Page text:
Wellness | Confidence | The most beautiful thing a woman can wear

Consciously Connected Travel - CCT Journal - Confidence-The most beautiful thing a woman can wear - women only retreat - women's healing retreats - women's wellness retreats - women's spiritual retreat

As women, we can confidently say that our looks play a role in our happiness. Whether we want to or not, we find ourselves trying to reach that unattainable goal of perfectionism. We hate to break it to you, but there is no perfect. This ideal woman that we seek, just simply doesn’t exist. Those women in the tabloids with zero body fat, straight teeth, luscious hair and seemingly always tanned skin are beautiful, but they are not perfect. Everyone has imperfections, everyone has flaws, and self-perception is one gateway to happiness. Confidence is the most beautiful thing that a woman can wear. So, why is that something we struggle with most?


Although it’s not considered a psychological disorder itself, perfectionism puts one at a higher risk for other mood related health issues. It promotes an all or nothing mindset and a serious fear of failure. Perfectionism can lead to a multitude of health problems including depression, anxiety and eating disorders. When dealing with this topic, it is important to consider different forms of perfectionism - the desire to excel and the desire to be perfect. Perfectionism can certainly aid in us attaining our goals and achieving success, but there is a fine line between it helping us and hurting us.


Three types of perfectionism:

  1. Self-oriented

    This type of perfectionist is organized and conscientious. They set high standards for themselves, but are goal seekers. Self-oriented perfectionism is correlated with a higher rate of productivity and success.

  2. Other-oriented

    Perfectionists of this type set high standards for others to be perfect. They are generally considered to be judgmental, close-minded and they lack acceptance.

  3. Socially-prescribed

    This type of perfectionist is very self-critical and is consumed by the fear of disappointing or being judged by others. They are highly affected by social influence.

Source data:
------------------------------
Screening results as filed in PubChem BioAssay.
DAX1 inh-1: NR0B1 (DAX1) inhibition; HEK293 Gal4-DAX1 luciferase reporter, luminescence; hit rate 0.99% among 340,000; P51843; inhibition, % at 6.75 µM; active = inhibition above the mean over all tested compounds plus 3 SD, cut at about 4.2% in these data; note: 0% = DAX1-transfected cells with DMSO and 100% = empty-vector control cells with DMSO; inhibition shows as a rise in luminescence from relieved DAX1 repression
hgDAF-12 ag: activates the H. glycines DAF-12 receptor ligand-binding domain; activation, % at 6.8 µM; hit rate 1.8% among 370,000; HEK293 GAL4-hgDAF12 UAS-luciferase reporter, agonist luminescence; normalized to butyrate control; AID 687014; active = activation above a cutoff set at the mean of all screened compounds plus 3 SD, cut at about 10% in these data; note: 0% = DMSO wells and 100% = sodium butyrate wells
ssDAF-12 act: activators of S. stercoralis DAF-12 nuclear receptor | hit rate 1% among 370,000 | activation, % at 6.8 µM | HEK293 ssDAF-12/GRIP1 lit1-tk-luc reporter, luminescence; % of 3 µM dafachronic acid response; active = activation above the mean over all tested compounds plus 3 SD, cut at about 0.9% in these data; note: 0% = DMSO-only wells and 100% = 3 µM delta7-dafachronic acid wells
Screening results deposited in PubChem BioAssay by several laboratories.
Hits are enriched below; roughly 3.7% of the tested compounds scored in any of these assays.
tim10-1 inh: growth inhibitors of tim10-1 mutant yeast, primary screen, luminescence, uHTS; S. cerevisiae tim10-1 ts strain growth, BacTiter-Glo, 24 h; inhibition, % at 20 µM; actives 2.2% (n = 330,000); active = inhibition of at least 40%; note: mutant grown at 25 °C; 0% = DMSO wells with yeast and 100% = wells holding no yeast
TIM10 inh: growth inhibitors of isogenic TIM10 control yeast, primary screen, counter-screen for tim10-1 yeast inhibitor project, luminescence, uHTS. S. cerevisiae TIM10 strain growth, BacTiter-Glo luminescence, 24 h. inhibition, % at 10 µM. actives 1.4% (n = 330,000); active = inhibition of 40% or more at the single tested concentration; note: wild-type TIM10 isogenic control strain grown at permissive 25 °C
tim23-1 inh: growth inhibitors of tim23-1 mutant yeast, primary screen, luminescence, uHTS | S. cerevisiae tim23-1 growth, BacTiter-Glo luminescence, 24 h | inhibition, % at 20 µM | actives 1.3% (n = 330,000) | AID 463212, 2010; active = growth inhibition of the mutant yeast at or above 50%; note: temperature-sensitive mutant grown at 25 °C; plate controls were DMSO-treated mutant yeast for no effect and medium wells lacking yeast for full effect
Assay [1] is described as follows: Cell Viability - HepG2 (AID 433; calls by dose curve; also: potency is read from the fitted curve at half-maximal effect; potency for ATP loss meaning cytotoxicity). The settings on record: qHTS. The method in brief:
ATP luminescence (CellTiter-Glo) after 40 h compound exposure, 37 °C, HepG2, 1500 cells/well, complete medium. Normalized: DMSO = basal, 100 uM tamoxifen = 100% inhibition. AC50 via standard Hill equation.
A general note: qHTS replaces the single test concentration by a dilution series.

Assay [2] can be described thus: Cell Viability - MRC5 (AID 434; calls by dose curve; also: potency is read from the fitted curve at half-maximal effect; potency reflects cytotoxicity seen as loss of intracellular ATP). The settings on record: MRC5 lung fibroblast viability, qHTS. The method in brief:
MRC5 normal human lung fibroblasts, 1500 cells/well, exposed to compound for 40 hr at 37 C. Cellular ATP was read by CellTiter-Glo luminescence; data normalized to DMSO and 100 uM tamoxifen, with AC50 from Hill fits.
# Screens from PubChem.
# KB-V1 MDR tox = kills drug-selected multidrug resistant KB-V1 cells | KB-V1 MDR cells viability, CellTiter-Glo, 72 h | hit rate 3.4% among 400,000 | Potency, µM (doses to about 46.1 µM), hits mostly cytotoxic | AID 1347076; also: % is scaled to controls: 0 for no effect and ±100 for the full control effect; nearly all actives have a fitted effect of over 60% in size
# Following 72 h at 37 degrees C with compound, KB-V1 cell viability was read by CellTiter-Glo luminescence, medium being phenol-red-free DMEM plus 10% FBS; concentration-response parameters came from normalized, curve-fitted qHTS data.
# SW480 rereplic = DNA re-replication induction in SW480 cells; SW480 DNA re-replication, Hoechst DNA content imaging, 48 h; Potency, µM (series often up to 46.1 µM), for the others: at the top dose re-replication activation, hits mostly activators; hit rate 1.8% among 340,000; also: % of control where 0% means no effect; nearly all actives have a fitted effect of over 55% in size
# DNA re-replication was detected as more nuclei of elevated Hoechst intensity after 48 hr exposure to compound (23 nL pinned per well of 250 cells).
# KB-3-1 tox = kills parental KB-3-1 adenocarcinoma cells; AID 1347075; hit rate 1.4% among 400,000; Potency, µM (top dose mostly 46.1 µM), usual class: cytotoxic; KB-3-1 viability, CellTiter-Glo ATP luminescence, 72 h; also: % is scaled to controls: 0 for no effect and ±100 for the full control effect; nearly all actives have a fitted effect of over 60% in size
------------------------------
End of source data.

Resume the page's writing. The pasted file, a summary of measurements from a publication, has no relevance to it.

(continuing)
In an effort to be perfect, women (and men) will go as far as altering their face and body, experimenting with drugs that may promote weight loss and participate in extreme diet fads. Your stomach is your second brain, meaning our diet directly impacts how we feel. Just like how your car will stop running if you don’t put gas in it, our bodies need fuel to function properly. Skipping out on meals, or consuming an unbalanced diet is only making the negative effects of perfectionism that much worse. Depression and anxiety begin to build on top of an already unrealistic self-expectation.


And what is this coming from me? Well, for 4 years I was consumed in a land of perfectionism - its name was college. I myself am guilty of becoming a perfectionist, and not one that was trying to excel in reaching their goals. I sort of set this precedent for myself by joining a sorority at a school where the temperature never dropped below 70 degrees fahrenheit and eight months out of the year people walked around in their bathing suits. The gym was the number one form of entertainment and nutrition was never in consideration. It’s safe to say that I fully became a socially-prescribed perfectionist. It wasn’t until I returned home after a spring semester that I was overwhelmed by reactions from family and friends. I didn’t even realize that I had become the skinniest I’d ever been in my life.


This was quite an eye opening experience, and has shaped the way I view health and beauty. When I returned the following semester, I began participating in weekly workshops centered around positive self-talk. Where a group of women from all types of backgrounds gathered to discuss this idea of the “ideal woman.” That is where I learned that she doesn’t exist, and that true happiness isn’t about what’s on the outside, but comes from within.


Ways to promote self-confidence and rid yourself of perfectionism:

  1. Visualisation. We tend to slip into the habit of viewing ourselves in a negative light, which can leave us feeling discouraged. Paint a picture of the best version of yourself, this will help promote positive self-acceptance.

  2. Affirmation. Identify the positive aspects of your life and remind yourself of them everyday. We can all learn something from this little girl

  3. Take risks. Putting yourself outside of your comfort zone may be uncomfortable at first, but the best way to combat fear is to stare it in the face. Don’t worry about making mistakes, that’s how we learn.

  4. Question yourself. When a negative thought enters your mind, consider whether it’s worthy of your energy and if it isn’t throw it out.

  5. Help others. Being selfless helps you gain a new perspective and can add value to the things you may take for granted

  6. Think equality. Eliminate the thought that others are better or more worthy than you. They are no better or more deserving than you.

So, let’s honour our differences, embrace our flaws and rock our imperfections. There is only one you, there is only one me, and that thought is comforting.



Much love & light!

Jess

CCT Partnership & Wellness Curator


 
 

At the CCT women only retreats, we practice just this. We use socially conscious travel and empowerment to travel with purpose while strengthening the bond we share as women. Check out our upcoming retreats.